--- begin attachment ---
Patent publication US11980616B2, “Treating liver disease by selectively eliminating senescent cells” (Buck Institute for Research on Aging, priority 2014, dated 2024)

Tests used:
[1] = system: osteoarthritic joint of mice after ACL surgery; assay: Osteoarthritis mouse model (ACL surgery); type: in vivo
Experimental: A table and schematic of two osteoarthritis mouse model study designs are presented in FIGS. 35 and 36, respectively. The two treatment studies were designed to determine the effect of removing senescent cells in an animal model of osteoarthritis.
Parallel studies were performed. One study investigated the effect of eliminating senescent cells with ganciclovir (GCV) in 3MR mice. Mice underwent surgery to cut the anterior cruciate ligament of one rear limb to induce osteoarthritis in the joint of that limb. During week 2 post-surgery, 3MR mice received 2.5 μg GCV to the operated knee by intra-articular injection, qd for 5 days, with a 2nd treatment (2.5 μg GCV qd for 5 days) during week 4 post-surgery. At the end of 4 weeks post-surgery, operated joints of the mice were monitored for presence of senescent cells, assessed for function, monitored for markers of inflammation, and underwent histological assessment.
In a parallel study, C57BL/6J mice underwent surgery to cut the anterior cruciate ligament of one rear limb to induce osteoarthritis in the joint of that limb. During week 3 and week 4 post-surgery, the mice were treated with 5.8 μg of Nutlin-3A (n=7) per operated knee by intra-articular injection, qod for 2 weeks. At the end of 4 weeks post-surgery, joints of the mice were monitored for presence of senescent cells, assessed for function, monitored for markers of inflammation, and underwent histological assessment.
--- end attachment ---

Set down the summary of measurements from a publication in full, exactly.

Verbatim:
Patent publication US11980616B2, “Treating liver disease by selectively eliminating senescent cells” (Buck Institute for Research on Aging, priority 2014, dated 2024)

Tests used:
[1] = system: osteoarthritic joint of mice after ACL surgery; assay: Osteoarthritis mouse model (ACL surgery); type: in vivo
Experimental: A table and schematic of two osteoarthritis mouse model study designs are presented in FIGS. 35 and 36, respectively. The two treatment studies were designed to determine the effect of removing senescent cells in an animal model of osteoarthritis.
Parallel studies were performed. One study investigated the effect of eliminating senescent cells with ganciclovir (GCV) in 3MR mice. Mice underwent surgery to cut the anterior cruciate ligament of one rear limb to induce osteoarthritis in the joint of that limb. During week 2 post-surgery, 3MR mice received 2.5 μg GCV to the operated knee by intra-articular injection, qd for 5 days, with a 2nd treatment (2.5 μg GCV qd for 5 days) during week 4 post-surgery. At the end of 4 weeks post-surgery, operated joints of the mice were monitored for presence of senescent cells, assessed for function, monitored for markers of inflammation, and underwent histological assessment.
In a parallel study, C57BL/6J mice underwent surgery to cut the anterior cruciate ligament of one rear limb to induce osteoarthritis in the joint of that limb. During week 3 and week 4 post-surgery, the mice were treated with 5.8 μg of Nutlin-3A (n=7) per operated knee by intra-articular injection, qod for 2 weeks. At the end of 4 weeks post-surgery, joints of the mice were monitored for presence of senescent cells, assessed for function, monitored for markers of inflammation, and underwent histological assessment.